The leaf had a thin stem with three green leaves jetting out in different directions, along with a very evident sweet yet minty smell. The red stem had thin, hair-like projections all over and its color extended to a certain point after the stem divided into main veins. The edges of the leaves are straight at the bottom unlike the top. Each vein had a reddish tint like the stem, but it gradually turned greenish-yellow moving to the pointy top. On one side of the leaf, the surface had a matte effect and was paler in color. On the other side, the leaf was a darker green and had a shiny surface. Placing the leaf on its pale end, certain size and shape differences were very clear. The left leaf was slightly smaller than the right leaf - later when measured, a 0.2cm difference was found. However, they were both very similar in shape - rounded. Conversely, the leaf in the center was much bigger (5.5cm) and was wider at the top than the bottom. Furthermore, the red tint, originating from the stem, started to disappear earlier in the smaller leaves in comparison to the bigger leaf. There were brown discolorations on the leaves. Surprisingly, the two side leaves had them in the same spot as each other (left of the main vein, towards the bottom). The center leaf had it in the top right corner.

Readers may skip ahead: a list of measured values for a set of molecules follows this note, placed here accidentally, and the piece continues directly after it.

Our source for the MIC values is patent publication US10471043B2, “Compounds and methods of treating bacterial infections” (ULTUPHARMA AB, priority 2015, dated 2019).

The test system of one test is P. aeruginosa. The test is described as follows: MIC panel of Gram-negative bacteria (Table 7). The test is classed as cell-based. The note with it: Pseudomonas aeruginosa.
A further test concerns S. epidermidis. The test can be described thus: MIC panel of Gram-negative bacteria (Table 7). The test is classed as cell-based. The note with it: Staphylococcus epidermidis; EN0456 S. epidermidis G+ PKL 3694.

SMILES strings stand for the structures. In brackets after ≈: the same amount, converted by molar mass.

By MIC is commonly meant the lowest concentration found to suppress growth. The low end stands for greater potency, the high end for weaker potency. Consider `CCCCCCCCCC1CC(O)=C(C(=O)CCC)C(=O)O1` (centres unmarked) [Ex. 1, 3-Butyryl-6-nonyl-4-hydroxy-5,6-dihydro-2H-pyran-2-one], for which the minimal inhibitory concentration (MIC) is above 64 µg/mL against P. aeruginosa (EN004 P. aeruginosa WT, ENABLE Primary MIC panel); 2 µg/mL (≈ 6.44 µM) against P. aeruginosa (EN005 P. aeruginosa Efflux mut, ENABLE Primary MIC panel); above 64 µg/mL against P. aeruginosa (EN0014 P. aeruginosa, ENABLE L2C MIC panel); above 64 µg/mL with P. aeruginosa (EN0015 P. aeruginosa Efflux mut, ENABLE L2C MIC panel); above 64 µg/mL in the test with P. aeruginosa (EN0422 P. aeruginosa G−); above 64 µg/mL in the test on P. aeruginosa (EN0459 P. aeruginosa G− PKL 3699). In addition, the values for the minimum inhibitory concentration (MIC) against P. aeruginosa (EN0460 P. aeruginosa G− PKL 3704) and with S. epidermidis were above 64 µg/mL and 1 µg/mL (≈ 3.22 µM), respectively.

The object that we observed in class today was three small, light green leaves attached to a thin red stem. The leaves are all attached at the same spot on the stem. The leaf in the middle is symmetrical in it's shape, but the other two are not. This is due to the curved edges of the leaves. The two side leaves have four curves on the bottom half and only two curves on the top half whereas the middle leaf has four curves on both sides. This makes the entire leaflet symmetrical down the center. One characteristic that I find most fascinating is the dark dots and squiggly patterns on two of the leaves. I did not know the cause of this discoloration until our discussion afterwards, and I learned that these spots are caused by a species of parasitic moth. I also observed that the top side of each leaf is smoother than the bottom side, and they have a fragrant smell. After using a ruler to measure the size of the leaf, I determined that the leaflet is longer than it is wide. I did not write down the exact measurements of its size because I was unsure if the ruler was in centimeters or another scale of measurement.